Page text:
China’s selective memory, 30 years after Tiananmen massacre

This is a big year for anniversaries in China.

On May 4, the People’s Republic will commemorate the centennial of the May Fourth Movement, the student-led protests in front of Beijing’s Tiananmen Gate in 1919 that marked the birth of Chinese nationalism.

And then, one month later, on June 4, will come the 30th anniversary of the violent suppression of pro-democracy student protests on the same site. This milestone, by contrast, will not be officially acknowledged, much less commemorated, in China.

The 1919 demonstrations are immortalised in stone on the Monument to the People’s Heroes in Tiananmen Square. Referring to the same ideals of science and democracy, the protesters in 1989 also presented themselves as loyal to the nation.

But the 1989 movement ended in what is known outside China as the Tiananmen Square massacre, and within China as the “Tiananmen incident”.

The events of three decades ago are a taboo subject in China, scrubbed by the authorities from the Internet and largely unknown to the country’s younger generation.

It is a persistent contradiction that the Chinese state claims the mantle of May 4 while repressing the memory of June 4. The students of 1919 are celebrated as outspoken patriots, in keeping with a long Chinese tradition that places the intellectual in a role of social responsibility. The ideal scholar of imperial times took great risks to speak truth to power, in order to expose official corruption and spur reform.

University students in the early 20th century inherited this legacy. In fact, the Communist Party of China (CPC) has its roots in the May Fourth Movement: student periodicals spread Marxist ideas, a Marxist study group was founded at Peking University, and Mao Zedong himself embraced Marxism-Leninism as a student worker in the library.

Because May Fourth has broad and popular resonance in China, the student protesters of 1989 – sporting long hair and blue jeans rather than long gowns and pleated skirts – consciously referred to it.

And, like their predecessors, they emphasised their patriotism, pointing out official corruption and the economic inequalities that had resulted from the post-Mao economic reforms.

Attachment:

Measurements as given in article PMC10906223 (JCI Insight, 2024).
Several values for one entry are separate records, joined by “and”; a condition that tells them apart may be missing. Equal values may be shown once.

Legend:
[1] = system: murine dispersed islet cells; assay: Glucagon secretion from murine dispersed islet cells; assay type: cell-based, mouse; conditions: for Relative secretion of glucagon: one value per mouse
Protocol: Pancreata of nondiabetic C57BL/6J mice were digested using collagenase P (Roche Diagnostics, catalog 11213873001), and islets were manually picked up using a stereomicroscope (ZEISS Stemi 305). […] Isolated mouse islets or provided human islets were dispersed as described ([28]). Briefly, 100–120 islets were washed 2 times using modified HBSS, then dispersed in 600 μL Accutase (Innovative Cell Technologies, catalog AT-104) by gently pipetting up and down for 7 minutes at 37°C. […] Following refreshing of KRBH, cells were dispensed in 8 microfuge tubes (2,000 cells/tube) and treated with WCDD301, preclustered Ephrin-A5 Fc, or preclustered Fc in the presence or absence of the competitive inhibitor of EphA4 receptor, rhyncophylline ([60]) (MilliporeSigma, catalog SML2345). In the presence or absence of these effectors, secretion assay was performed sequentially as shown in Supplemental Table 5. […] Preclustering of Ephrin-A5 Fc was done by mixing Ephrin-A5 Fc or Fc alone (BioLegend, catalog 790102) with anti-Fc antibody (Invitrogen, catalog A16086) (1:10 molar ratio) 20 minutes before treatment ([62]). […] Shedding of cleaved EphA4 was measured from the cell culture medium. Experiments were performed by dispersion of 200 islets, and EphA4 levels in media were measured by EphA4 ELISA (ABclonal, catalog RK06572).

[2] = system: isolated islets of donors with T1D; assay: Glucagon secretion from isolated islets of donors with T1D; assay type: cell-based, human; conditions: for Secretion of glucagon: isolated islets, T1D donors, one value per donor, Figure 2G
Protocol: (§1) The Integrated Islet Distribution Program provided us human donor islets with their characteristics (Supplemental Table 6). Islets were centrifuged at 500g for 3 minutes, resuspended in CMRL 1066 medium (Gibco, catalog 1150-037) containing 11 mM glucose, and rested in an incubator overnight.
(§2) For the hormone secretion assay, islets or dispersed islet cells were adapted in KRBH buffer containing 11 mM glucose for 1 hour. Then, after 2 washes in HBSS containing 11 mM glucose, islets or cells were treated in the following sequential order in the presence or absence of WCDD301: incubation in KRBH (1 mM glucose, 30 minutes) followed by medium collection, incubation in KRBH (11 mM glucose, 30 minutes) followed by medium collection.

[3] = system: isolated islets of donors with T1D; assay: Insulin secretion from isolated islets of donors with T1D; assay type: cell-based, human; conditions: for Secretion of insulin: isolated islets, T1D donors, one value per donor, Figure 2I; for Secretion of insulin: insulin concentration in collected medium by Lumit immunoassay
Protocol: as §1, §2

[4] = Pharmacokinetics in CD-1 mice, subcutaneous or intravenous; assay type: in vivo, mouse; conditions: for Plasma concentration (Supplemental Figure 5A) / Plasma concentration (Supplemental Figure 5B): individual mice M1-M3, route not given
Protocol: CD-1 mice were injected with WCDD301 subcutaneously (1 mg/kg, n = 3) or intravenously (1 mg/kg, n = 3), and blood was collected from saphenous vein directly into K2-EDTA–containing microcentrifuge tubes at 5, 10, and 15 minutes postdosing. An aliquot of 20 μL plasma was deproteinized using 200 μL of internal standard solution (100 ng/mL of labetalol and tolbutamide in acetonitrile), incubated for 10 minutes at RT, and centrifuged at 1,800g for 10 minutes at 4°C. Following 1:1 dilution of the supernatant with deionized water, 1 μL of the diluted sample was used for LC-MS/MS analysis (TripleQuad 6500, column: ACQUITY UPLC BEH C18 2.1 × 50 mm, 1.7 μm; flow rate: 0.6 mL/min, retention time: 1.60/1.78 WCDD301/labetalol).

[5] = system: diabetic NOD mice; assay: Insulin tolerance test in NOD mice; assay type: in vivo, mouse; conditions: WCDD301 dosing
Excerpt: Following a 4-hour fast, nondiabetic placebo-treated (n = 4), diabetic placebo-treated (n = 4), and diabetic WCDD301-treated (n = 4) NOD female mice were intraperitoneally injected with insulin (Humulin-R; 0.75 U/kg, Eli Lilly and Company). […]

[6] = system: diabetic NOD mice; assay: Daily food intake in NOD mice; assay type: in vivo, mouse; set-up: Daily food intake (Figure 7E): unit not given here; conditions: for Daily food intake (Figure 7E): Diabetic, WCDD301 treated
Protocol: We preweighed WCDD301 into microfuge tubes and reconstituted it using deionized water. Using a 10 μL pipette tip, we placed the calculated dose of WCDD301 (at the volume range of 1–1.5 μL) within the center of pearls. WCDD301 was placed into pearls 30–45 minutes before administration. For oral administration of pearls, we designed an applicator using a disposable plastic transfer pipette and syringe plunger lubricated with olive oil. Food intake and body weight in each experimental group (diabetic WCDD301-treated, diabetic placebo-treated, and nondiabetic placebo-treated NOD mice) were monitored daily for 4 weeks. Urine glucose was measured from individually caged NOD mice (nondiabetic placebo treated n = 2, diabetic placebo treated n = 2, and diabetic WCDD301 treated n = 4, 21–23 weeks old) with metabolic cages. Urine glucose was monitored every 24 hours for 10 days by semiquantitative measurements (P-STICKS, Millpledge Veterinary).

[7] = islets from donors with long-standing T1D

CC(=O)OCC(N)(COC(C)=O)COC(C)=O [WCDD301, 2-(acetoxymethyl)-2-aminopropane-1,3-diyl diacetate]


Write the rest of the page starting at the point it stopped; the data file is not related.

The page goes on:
Yet the Chinese state branded the 1989 Tiananmen protest a “counterrevolutionary riot”, and blamed a handful of conspirators for misleading the people.

Despite the world’s attention, the movement ended in a crackdown, followed by official silence and a public amnesia that deepens by the year.

The June 4 anniversary nonetheless remains politically sensitive, and the Chinese state always goes into high alert in the lead-up to it.

In what has become an annual ritual, foreign journalists in China are blocked from covering the anniversary – as Louisa Lim, a former BBC and National Public Radio Beijing correspondent, has pointed out.

Since 1989, the CPC has made every effort to bind young people to the Chinese state and its priorities. Children take lessons in “patriotic education,” fidelity is cultivated through the Young Pioneers and the Communist Youth League, and universities have developed elaborate systems to guard against political deviance and reward political loyalty with jobs.

To a large extent, such efforts have made Chinese youth apolitical. The May Fourth legacy has effectively been divided, with patriotism cleaved apart from protest.

But the state has not entirely succeeded in co-opting China’s students.

In 2018, students who support the CPC’s own Marxist ideology became the latest generation of protesters to run afoul of the authorities.

Last summer, groups began organising factory workers in southern China, calling attention to abuses and helping workers to form an independent labour union.

Presenting themselves as loyal to Chinese President Xi Jinping, the students launched campaigns in the field and on their university campuses.

The state has detained dozens of them. Videos show Peking University officials attempting to block student organisations, and witnesses have confirmed the disappearance of Marxist student leaders at the hands of plainclothes police.

The irony is that China is repressing leftist students whose words and deeds embody the CPC’s original ideals. Just like the party’s earliest leaders, including Mao, they champion exploited workers and seek to organise them, sometimes even engaging in factory work themselves.

As their classes in Marxism and Mao’s writings have taught them to do, they investigate social conditions and question China’s deep inequalities.

And, like their May Fourth forebears, today’s young Marxists see themselves as loyal students speaking truth to power.

This year’s anniversaries of the 1919 and 1989 movements will therefore carry particular weight.

The May Fourth legacy is one of patriotism and enlightenment. Born of those claims, Tiananmen in 1989 ended in violence and silence. Foreign observers will doubtless point to the Chinese authorities’ contradictory attitudes toward May 4 and June 4, and conclude that China now has the power to shape its own historical narrative.

But the case of the Marxist students last year highlighted the continued potential for a loyal opposition.

As the People’s Republic looks ahead to the 70th anniversary of its founding this October, it must continue to reckon with its own history.

Denise Y. Ho, a professor of history at Yale University, is the author of Curating Revolution: Politics on Display in Mao’s China. © Project Syndicate 2019.